Abstract: With the collapse of the Islamic State’s territorial caliphate, the global jihadi movement is in a state of flux. But rather than being about to enter a period of mergers or takeovers, the global jihadi movement for the foreseeable future is likely to be led by two distinct and rival groups. While the relative fortunes of the Islamic State and al-Qa`ida have oscillated in recent years, developments in the jihadi environment in Syria have hardened longstanding differences between them in doctrine and approach. Neither group is on the brink of fracturing nor likely to accept the legitimacy of the other in the coming years. And this will sustain the divide.
Introduction: Michèle Coninsx was appointed Assistant Secretary-General and Executive Director of the Counter-Terrorism Committee Executive Directorate (CTED) by United Nations Secretary-General António Guterres on August 11, 2017. Ms. Coninsx took up her functions on November 2, 2017. Prior to her position at the United Nations, Ms. Coninsx was President of Eurojust—the European Union agency tasked with dealing with judicial cooperation in criminal matters—2012-2017, after having served as its vice president for five years. In addition, Ms. Coninsx was National Member for Belgium at Eurojust and Chair of Eurojust’s Counter-Terrorism Team. Before joining Eurojust, Ms. Coninsx was a Federal Prosecutor (Magistrat Fédéral) in Belgium dealing with terrorism and organized crime. She served for nine years as an expert in aviation security for the International Civil Aviation Organization (ICAO).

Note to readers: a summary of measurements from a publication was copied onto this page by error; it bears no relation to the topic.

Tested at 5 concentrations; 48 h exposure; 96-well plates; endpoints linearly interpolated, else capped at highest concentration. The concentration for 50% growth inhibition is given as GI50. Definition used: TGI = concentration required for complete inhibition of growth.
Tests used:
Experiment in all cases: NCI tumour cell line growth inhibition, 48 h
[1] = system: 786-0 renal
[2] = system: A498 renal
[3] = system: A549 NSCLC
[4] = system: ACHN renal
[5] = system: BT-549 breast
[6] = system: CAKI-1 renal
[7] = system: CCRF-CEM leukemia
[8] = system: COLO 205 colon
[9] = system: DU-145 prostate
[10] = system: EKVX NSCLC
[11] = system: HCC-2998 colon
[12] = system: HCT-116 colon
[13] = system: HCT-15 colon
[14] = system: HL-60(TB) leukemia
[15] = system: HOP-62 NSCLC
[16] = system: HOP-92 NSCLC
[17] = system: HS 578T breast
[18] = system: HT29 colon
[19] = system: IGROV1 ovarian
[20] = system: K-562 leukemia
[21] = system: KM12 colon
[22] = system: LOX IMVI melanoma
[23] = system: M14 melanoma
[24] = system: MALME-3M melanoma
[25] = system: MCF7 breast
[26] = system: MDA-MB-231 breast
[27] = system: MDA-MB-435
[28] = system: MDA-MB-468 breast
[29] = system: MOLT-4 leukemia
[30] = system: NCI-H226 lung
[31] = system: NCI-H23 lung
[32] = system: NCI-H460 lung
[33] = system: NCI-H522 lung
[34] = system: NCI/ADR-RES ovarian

Abstract: The past year has seen the periodic arrest by the Islamic State of a number of its scholarly figures, including Abu Ya‘qub al-Maqdisi, a man described by some as the group’s “mufti.” The crackdown on these scholars has to do with an ideological rift in the Islamic State over the doctrine of takfir. Last year, an audio series called the “Silsila ‘ilmiyya” was released with the aim of putting this dispute to rest, but the infighting has persisted and, in fact, escalated, undermining the ideological integrity of a group that claims to speak with one voice.
Abstract: In 2012, al-Qa`ida-affiliated militants from North Africa and the Sahel joined regional armed groups in the Tuareg rebellions in northern Mali. The goal was to create an Islamic state and combine regional grievances with broader al-Qa`ida strategic ambitions. In 2013, journalists uncovered an al-Qa`ida ‘playbook’ for Mali, which provided insight into al-Qa`ida’s goals for the country. This was outlined in a 2013 article in this publication by Pascale Combelle Siegel. In that article, Siegel argued that the playbook served as an “ominous warning” of a long-term plan by al-Qa`ida for the Sahel. Unfortunately, events validate Siegel’s warning and suggest that al-Qa`ida, through its North Africa- and West Africa-based affiliates, is advancing on the goals it set out for its movement in the region.